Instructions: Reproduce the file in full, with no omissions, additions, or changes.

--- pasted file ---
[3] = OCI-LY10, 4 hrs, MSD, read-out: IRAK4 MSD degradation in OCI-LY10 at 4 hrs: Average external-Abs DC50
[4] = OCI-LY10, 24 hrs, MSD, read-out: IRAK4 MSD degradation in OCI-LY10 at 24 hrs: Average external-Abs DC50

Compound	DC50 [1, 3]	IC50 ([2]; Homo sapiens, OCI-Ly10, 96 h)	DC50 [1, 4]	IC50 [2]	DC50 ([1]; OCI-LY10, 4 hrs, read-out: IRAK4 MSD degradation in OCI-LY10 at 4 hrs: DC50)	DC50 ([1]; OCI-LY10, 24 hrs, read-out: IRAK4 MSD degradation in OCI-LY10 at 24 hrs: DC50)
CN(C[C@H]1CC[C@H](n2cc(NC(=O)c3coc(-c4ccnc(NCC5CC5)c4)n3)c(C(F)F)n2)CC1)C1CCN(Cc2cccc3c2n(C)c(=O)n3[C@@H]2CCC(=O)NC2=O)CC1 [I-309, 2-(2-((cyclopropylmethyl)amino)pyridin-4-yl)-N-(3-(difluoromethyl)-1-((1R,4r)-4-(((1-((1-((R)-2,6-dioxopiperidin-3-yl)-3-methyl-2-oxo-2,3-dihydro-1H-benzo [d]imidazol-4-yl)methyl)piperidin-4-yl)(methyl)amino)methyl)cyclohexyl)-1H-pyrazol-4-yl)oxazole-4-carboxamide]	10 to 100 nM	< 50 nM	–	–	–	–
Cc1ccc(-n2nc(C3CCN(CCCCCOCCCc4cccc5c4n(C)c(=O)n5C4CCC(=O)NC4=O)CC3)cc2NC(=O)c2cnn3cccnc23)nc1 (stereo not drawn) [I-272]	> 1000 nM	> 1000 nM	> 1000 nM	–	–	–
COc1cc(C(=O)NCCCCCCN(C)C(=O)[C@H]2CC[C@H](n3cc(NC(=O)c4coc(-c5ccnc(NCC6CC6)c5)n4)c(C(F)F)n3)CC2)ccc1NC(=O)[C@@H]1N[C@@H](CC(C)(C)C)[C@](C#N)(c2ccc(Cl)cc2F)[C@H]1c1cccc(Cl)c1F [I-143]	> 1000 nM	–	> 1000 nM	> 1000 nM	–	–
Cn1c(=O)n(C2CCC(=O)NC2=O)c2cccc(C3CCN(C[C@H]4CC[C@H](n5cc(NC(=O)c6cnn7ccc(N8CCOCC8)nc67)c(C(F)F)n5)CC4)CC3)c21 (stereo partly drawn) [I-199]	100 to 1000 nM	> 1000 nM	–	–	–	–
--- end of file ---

[3] = OCI-LY10, 4 hrs, MSD, read-out: IRAK4 MSD degradation in OCI-LY10 at 4 hrs: Average external-Abs DC50
[4] = OCI-LY10, 24 hrs, MSD, read-out: IRAK4 MSD degradation in OCI-LY10 at 24 hrs: Average external-Abs DC50

Compound	DC50 [1, 3]	IC50 ([2]; Homo sapiens, OCI-Ly10, 96 h)	DC50 [1, 4]	IC50 [2]	DC50 ([1]; OCI-LY10, 4 hrs, read-out: IRAK4 MSD degradation in OCI-LY10 at 4 hrs: DC50)	DC50 ([1]; OCI-LY10, 24 hrs, read-out: IRAK4 MSD degradation in OCI-LY10 at 24 hrs: DC50)
CN(C[C@H]1CC[C@H](n2cc(NC(=O)c3coc(-c4ccnc(NCC5CC5)c4)n3)c(C(F)F)n2)CC1)C1CCN(Cc2cccc3c2n(C)c(=O)n3[C@@H]2CCC(=O)NC2=O)CC1 [I-309, 2-(2-((cyclopropylmethyl)amino)pyridin-4-yl)-N-(3-(difluoromethyl)-1-((1R,4r)-4-(((1-((1-((R)-2,6-dioxopiperidin-3-yl)-3-methyl-2-oxo-2,3-dihydro-1H-benzo [d]imidazol-4-yl)methyl)piperidin-4-yl)(methyl)amino)methyl)cyclohexyl)-1H-pyrazol-4-yl)oxazole-4-carboxamide]	10 to 100 nM	< 50 nM	–	–	–	–
Cc1ccc(-n2nc(C3CCN(CCCCCOCCCc4cccc5c4n(C)c(=O)n5C4CCC(=O)NC4=O)CC3)cc2NC(=O)c2cnn3cccnc23)nc1 (stereo not drawn) [I-272]	> 1000 nM	> 1000 nM	> 1000 nM	–	–	–
COc1cc(C(=O)NCCCCCCN(C)C(=O)[C@H]2CC[C@H](n3cc(NC(=O)c4coc(-c5ccnc(NCC6CC6)c5)n4)c(C(F)F)n3)CC2)ccc1NC(=O)[C@@H]1N[C@@H](CC(C)(C)C)[C@](C#N)(c2ccc(Cl)cc2F)[C@H]1c1cccc(Cl)c1F [I-143]	> 1000 nM	–	> 1000 nM	> 1000 nM	–	–
Cn1c(=O)n(C2CCC(=O)NC2=O)c2cccc(C3CCN(C[C@H]4CC[C@H](n5cc(NC(=O)c6cnn7ccc(N8CCOCC8)nc67)c(C(F)F)n5)CC4)CC3)c21 (stereo partly drawn) [I-199]	100 to 1000 nM	> 1000 nM	–	–	–	–